Do Volunteering and Charity Pay Off? Well-being Benefits of Participating in Voluntary Work and Charity for Older and Younger Adults in Finland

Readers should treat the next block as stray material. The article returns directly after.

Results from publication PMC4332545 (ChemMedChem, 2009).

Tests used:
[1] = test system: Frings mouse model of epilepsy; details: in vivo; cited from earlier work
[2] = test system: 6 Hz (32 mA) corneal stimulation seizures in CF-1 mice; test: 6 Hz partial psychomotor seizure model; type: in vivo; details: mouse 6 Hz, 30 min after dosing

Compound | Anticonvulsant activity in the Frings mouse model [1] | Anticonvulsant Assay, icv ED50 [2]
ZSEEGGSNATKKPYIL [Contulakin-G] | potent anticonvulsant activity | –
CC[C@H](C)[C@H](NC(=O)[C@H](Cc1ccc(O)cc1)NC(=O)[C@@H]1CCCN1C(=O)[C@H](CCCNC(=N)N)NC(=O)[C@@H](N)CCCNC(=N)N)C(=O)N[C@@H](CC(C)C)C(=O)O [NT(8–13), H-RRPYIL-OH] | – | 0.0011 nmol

Happiness and health are commonly used well-being indicators, and studies have shown that engaging in voluntary work and charity is associated with increased well-being. However, few studies have analysed the association between volunteering or charity and well-being using nationally representative data from two adult generations. Utilising the Generational Transmissions in Finland surveys collected in 2012, we examined whether volunteering and charity were associated with self-perceived happiness and health in older (born 1945–1950) and younger (born 1962–1993) generations. We found that older adults who engaged in voluntary work were happier than those who did not. Further, younger adults who had made donations to charity were found to be happier than those who had not. With both older and younger generations, we found no correlations between volunteering or charity and self-perceived health. Results are discussed in the light of different life course phases older and younger generations are going through.